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  • Sissy hated to ask Bobby for help. He was the enemy, even if he was her own brother. He hung out with Paul LeFevre, her total nemesis. He not only hung out with Paul, but taunted her mercilessly whenever Paul was watching, as if to prove himself worthy of Paul’s cruel approval.

    Still, Bobby had something Sissy needed, and short of stealing it from him or begging his help, she had no idea how to get it. Bobby had the largest key collection in the neighborhood. He boasted that he could open any door without fail, and proved it, over and over, when no grownups were watching. Sissy had started her own key collection, but she so far only had three keys. Keys came to Bobby, and only rarely came to Sissy. Snakes came to Sissy, and frogs, and butterflies, injured birds and animals, unusual wildflowers, but none of those would help on this quest.

    Sissy had found a locked building hidden in the forbidden quarry, and felt there was some reason why she needed to get inside. Only when she got in would she know why. She had a hunch, and she’d learned to listen to hunches.

    Sissy had scraped together her allowances for the last three weeks, two dollars from Grandma and a dollar fifty from three hours of babysitting for the Smith girls and offered it to Bobby if he would bring his entire key collection and come with her without telling anyone else. She made them PBJs, his on white bread, hers on toasted rye, and grabbed a couple apples and some chocolate chip cookies, and stuffed everything in her green canvas Boy Scout backpack. Bobby hefted his three gigantic rings of keys into his matching bag and they each strapped on a canteen and set out.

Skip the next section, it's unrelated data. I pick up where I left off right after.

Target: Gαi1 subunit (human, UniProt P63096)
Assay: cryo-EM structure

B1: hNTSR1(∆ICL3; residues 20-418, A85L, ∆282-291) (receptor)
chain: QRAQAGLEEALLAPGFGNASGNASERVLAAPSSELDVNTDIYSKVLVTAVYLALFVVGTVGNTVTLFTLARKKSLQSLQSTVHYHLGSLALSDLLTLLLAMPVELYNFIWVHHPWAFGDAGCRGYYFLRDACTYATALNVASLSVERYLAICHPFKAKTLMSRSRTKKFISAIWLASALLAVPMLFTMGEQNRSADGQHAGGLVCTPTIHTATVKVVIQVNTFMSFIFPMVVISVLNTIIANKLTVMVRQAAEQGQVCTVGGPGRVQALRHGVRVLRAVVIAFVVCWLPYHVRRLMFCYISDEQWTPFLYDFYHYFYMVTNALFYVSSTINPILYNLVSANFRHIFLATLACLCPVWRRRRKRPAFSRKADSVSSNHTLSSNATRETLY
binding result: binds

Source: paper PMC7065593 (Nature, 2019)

• They went through the bushwhack down to the salamander pond, up crayfish creek and through the horse field to the quarry. Whenever there was a long stretch of trail, Sissy looked behind to see if Paul or anyone else was following, but never spotted anyone or any unusual motion. “We’re not allowed to go to the quarry,” Bobby pointed out, needlessly, since they went there nearly daily. “I know,” Sissy said, tossing her long braids behind her shoulders. Neither of them turned back. They stopped, ate their lunch on one of the huge flat boulders on the cliff overlooking the quarry and then continued down one of the trunk ramps, through the quarry to the kilns in the woods beyond.